Our goal is to analyse private dwellings in Phaistos and Hagia Triada as households using the perspective derived from the House concept (in Lévi-Strauss’ interpretation) defined by González-Ruibal (2005: 146), in order to review certain phenomena regarding the persistence or destruction of houses at the two sites, which have until now been generally considered within political contexts. We also intend to follow up on previous suggestions (Militello 2000; 2012a; 2012b; 2014; Palio 2000; 2008; Figuera 2012) regarding the role of the household in the production systems of the two sites from MM IB to LM IB, according to the model that Ames (1995) and later Costin (2001) define as ‘embedded production’, the manufacture of classes of objects by members of the elite in chiefdom and state level societies. Embedded and dependent productions differ in that ‘elite members themselves are the producers’ in the former case. While distinguishing between the two production systems is archeologically complex, embedded production is indeed suggested for MM II Phaistos (Palio 2008) and Hagia Triada (Militello 2018), allowing possible ideological connections between central buildings (the ‘Palace’ in Phaistos, the Villa in Hagia Triada) and elite groups who affirm their membership within power structures through the production of prestige items such as textiles and stone vases, probably for ritual consumption. In order to confirm or disprove the suggested hypothesis, we perform a distributional analysis and a cluster analysis of findings in the houses from Phaistos and Hagia Triada and compare the results with analogous groups of artefacts (including tools and wastes) from Levi’s Quarter and the Villa.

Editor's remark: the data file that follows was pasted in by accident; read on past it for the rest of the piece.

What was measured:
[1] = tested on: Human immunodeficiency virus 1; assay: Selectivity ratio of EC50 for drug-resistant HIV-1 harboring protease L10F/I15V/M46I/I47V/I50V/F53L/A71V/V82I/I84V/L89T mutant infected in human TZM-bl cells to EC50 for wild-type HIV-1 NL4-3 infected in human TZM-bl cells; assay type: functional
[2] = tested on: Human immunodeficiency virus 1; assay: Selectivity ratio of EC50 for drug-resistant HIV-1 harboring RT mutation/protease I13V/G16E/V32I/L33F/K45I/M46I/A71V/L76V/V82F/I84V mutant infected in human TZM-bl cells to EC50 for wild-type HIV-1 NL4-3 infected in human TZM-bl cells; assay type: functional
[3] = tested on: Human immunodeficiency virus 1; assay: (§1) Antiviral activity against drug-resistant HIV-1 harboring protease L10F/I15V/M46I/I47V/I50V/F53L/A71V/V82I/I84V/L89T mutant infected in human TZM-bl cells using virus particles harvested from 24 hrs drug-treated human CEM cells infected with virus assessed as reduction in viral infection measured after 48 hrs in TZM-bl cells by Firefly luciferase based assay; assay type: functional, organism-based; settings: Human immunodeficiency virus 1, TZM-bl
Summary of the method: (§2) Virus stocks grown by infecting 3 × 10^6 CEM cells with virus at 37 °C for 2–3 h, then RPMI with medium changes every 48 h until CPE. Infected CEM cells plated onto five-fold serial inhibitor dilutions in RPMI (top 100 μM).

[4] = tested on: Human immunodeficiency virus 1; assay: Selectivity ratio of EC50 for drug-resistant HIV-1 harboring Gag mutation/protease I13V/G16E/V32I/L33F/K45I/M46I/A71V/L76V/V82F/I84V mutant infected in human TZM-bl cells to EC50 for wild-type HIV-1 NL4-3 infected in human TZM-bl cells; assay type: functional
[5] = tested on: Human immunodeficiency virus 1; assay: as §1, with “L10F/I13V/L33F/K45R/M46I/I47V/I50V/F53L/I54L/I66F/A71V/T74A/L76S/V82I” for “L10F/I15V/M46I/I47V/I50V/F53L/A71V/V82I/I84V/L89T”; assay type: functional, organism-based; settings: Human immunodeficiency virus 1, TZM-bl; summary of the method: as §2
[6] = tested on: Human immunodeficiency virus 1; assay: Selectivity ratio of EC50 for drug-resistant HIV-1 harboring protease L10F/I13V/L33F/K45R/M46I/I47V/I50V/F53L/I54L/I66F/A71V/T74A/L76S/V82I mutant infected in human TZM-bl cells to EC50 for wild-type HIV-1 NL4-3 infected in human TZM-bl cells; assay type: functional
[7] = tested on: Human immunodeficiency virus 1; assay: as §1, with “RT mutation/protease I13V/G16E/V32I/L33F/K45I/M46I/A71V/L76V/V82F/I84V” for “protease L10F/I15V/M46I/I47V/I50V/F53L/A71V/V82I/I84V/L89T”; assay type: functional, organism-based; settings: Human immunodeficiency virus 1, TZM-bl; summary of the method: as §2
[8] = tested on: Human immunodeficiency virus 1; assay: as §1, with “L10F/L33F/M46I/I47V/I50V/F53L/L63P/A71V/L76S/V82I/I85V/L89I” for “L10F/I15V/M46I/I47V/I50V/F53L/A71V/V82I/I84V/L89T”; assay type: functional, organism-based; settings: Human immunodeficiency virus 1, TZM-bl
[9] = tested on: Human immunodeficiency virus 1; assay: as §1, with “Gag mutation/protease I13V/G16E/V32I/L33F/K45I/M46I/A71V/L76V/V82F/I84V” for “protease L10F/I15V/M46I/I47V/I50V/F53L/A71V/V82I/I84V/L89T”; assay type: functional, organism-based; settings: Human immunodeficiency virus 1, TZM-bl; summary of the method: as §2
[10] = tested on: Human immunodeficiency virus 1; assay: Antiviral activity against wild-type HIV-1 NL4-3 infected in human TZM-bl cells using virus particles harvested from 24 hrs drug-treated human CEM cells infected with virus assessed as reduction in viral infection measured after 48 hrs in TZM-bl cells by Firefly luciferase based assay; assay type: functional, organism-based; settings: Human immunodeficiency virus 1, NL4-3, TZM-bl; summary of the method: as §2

Houses, Central Buildings and Embedded Production. Interpreting the Role of Households in Phaistos and Hagia Triada during the Palatial Periods

Pietro Militello
Co-primo
;
Orazio Palio
Co-primo
;
Marianna Figuera
Co-primo
2020

Abstract

Our goal is to analyse private dwellings in Phaistos and Hagia Triada as households using the perspective derived from the House concept (in Lévi-Strauss’ interpretation) defined by González-Ruibal (2005: 146), in order to review certain phenomena regarding the persistence or destruction of houses at the two sites, which have until now been generally considered within political contexts. We also intend to follow up on previous suggestions (Militello 2000; 2012a; 2012b; 2014; Palio 2000; 2008; Figuera 2012) regarding the role of the household in the production systems of the two sites from MM IB to LM IB, according to the model that Ames (1995) and later Costin (2001) define as ‘embedded production’, the manufacture of classes of objects by members of the elite in chiefdom and state level societies. Embedded and dependent productions differ in that ‘elite members themselves are the producers’ in the former case. While distinguishing between the two production systems is archeologically complex, embedded production is indeed suggested for MM II Phaistos (Palio 2008) and Hagia Triada (Militello 2018), allowing possible ideological connections between central buildings (the ‘Palace’ in Phaistos, the Villa in Hagia Triada) and elite groups who affirm their membership within power structures through the production of prestige items such as textiles and stone vases, probably for ritual consumption. In order to confirm or disprove the suggested hypothesis, we perform a distributional analysis and a cluster analysis of findings in the houses from Phaistos and Hagia Triada and compare the results with analogous groups of artefacts (including tools and wastes) from Levi’s Quarter and the Villa.
978-2-87558-996-5
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Utilizza questo identificativo per citare o creare un link a questo documento: https://hdl.handle.net/20.500.11769/457757
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